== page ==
Local Produce:  Yours: Your Place for Coffee and Anarchy

Local Produce: Yours: Your Place for Coffee and Anarchy

Yours, a workers co-op, cafe and creative hangout space, opened late last year on 43 Moray Place. Being anarchist and all, Yours does not place too much of an emphasis on financial quantitative transactions, instead opting for manaakitanga and relationship-building. Critic Te Ārohi sat down with a few of the people behind the co-op to understand how an anti-capitalist community space can thrive within the confines of capitalism.


Nothing in the cafe is priced; instead, there is a list of common price ranges for coffees, cakes and whatever else is on the menu that day and people can choose how much or little they want to pay. There are no bosses or managers and the decisions are made by those affected. Sol, who works in the kitchen, told Critic Te Ārohi that “the work is kind of directionless” and relies on self-motivation, self-delegation, communication and teamwork.


The organisation is essentially made up of a number of syndicates or groups, each responsible for making their own decisions. Ōtepoti Possibilities Cooperative manages the day to day running of Yours, and there are different syndicates for the bakery, kitchen, events, art, media and even farming. There is also a bookshop open in the evenings (conveniently named Evening Books) above the cafe.


The name “Yours” turned out to be the product of a lot of discourse amongst members. Carl, one of the members of the co-op, told Critic Te Ārohi that they spent a hot minute “puzzling over names”, but in the end they decided on “Yours” to create an inclusive sense of belonging and participation. And if you were wondering, yes, the name was designed to cause confusion. Get pranked.


Despite operating on a completely different playing field to most businesses, Yours has largely been successful. Carl said they’re “still open”, which apparently translates to “100% successful”. Good going. Meanwhile, Liam emphasised the importance of autonomy from the state and big funders, meaning that Yours is self-reliant and therefore resilient (a novelty in a society largely dominated by capitalist interactions).


The workers behind Yours were upfront about some of the challenges they’ve faced. Dylan told Critic Te Ārohi that the lack of a lead-in period meant they “hit the ground running very hard and fast.” Meanwhile Carl said, “We’re still working out how to collectively manage a space.” The members Critic Te Ārohi spoke with also acknowledged the “amount of privilege it takes” to engage and noted that most of their members are men.


The idea behind Yours is simply to “feed people” while putting the theory of anarchy into practice. According to the co-op members that Critic Te Ārohi spoke with, anarchy has a number of misconceptions, the most common being the conflation with “chaos”.


“Anarchism doesnt mean you can do whatever the fuck you want,” said Dylan. Rather, according to Dylan, a functioning anarchist collective requires a lot of organisation in which the needs of all the members are taken into account to achieve a better outcome. It follows that payment is on an individual equitable basis depending on the needs of the particular member. For Sol, he’s happy taking free kai as his dues and “not having to buy groceries.” Must be nice.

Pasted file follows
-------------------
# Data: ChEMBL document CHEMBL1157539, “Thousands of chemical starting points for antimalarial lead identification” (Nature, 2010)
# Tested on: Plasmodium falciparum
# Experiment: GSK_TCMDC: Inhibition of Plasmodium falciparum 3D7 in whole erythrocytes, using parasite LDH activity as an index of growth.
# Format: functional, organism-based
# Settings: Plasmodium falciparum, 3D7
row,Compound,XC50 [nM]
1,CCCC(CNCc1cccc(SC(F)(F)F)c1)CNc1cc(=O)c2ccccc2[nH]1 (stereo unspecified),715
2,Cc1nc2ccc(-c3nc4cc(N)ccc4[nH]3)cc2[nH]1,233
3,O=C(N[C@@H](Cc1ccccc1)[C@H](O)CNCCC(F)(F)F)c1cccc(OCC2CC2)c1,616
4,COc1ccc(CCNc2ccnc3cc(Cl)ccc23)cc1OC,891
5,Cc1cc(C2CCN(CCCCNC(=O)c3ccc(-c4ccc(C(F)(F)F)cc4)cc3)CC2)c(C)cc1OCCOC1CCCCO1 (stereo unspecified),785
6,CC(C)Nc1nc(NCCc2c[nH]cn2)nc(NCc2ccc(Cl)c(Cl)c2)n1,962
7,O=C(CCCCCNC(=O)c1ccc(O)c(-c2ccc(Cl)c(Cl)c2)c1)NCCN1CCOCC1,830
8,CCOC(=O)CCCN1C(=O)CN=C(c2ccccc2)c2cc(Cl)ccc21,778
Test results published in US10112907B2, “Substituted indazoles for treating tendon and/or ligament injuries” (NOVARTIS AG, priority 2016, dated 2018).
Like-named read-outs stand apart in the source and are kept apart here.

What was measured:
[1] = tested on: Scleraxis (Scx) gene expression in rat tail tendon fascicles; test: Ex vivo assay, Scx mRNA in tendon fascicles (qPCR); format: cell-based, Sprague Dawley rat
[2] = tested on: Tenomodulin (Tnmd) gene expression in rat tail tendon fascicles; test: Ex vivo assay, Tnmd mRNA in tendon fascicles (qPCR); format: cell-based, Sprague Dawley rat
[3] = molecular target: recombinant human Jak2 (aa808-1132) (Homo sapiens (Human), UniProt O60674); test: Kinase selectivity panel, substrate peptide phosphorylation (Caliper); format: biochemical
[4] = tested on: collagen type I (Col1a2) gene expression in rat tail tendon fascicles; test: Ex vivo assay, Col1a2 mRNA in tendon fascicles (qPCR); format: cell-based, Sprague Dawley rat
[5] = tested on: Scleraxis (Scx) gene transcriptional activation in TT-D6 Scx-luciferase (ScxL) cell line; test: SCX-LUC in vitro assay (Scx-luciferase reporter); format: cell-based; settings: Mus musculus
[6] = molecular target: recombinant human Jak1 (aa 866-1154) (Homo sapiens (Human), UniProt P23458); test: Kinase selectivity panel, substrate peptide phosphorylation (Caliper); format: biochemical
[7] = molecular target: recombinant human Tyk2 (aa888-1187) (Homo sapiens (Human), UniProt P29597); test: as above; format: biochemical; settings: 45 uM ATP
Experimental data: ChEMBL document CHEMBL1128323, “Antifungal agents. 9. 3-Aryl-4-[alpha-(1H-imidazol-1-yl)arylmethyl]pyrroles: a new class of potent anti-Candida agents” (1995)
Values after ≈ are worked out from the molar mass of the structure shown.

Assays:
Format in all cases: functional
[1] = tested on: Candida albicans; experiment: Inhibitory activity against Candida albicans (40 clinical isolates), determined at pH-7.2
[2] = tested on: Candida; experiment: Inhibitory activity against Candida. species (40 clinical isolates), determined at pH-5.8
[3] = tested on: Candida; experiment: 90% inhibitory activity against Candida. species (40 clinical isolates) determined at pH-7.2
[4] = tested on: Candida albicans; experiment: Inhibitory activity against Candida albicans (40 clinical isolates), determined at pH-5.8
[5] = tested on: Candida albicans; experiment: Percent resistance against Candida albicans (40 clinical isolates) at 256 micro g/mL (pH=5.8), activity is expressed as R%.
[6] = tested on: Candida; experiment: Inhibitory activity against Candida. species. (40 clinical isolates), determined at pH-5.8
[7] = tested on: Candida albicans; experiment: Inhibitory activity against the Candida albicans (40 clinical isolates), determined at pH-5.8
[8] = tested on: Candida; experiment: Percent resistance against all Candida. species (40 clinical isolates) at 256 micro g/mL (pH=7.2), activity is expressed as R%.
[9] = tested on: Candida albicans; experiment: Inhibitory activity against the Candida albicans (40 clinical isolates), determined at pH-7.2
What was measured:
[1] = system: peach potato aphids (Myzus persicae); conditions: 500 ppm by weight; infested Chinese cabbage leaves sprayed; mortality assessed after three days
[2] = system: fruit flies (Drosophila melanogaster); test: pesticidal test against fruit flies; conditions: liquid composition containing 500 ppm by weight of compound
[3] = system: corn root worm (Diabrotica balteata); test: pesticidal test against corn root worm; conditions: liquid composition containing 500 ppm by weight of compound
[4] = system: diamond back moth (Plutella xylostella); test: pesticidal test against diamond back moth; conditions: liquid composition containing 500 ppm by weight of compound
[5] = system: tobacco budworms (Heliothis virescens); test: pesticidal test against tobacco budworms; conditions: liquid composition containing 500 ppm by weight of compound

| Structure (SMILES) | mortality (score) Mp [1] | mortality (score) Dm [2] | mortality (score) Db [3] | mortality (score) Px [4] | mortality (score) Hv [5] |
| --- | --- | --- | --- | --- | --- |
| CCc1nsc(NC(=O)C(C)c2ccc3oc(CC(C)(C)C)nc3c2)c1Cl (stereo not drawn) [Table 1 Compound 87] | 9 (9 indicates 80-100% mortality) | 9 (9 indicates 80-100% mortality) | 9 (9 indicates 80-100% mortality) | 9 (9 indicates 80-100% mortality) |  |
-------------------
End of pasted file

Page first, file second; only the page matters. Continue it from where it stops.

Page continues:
The workers were also quick to distance themselves from charities, social enterprises and NGOs, which, according to Liam, “end up becoming kind of politically agnostic,” as they just do the same thing as regular businesses but “tack on some good.” For Yours’ members, the means are the ends. “Anarchy is a verb,” said Dylan, adding that you can’t simply “achieve a state of anarchism,” but rather, it is a constant practice to “prevent systems of domination which will happen if left unchecked.” For many anarchists, revolution does not come hand-in-hand with a molotov. Instead, “revolution is the things we can do now in our own communities,” said Liam. Yours does not claim to be a model standard of ethical practice but rather strives towards less exploitative practices and better consumption by moving away from industrial food systems to more locally produced wholesale goods, according to Carl.


Carl noted the distinction between conventional market economy and gift economy, which brings with it a “sense of responsibility and trust.” Sebastian, a high school student, told Critic Te Ārohi that it was a “great idea but new to me.” Meanwhile, Yours has gotten its fair share of surprised, apprehensive and generally funny responses to payment. One person who was trying to buy a muffin apparently was outraged at there being no price on it and said, “No, you can’t do this to me.” As if you don’t know how much a muffin usually costs. Another said they “don’t have the brain capacity to choose right now.” Ceebs paying only a couple bucks for a coffee I guess.


Amidst the cost of living crisis, impending climate catastrophe and gross inequality, Yours has created a safe community for many. Carl said that it is “common knowledge that capitalism is failing us,” and Yours “demonstrates the possibility of other ways [to capitalism].” Yours welcomes everyone (except cops and fascists, according to a sign on the wall) and even if you can’t afford a coffee you can always give some veggies or do some dishes for it. You also “don't have to buy stuff to hang out here,” said Dylan.


You can find them on insta @yours_otepoti.

This article first appeared in Issue 4, 2023.
Posted 2:06pm Sunday 19th March 2023 by Zak Rudin.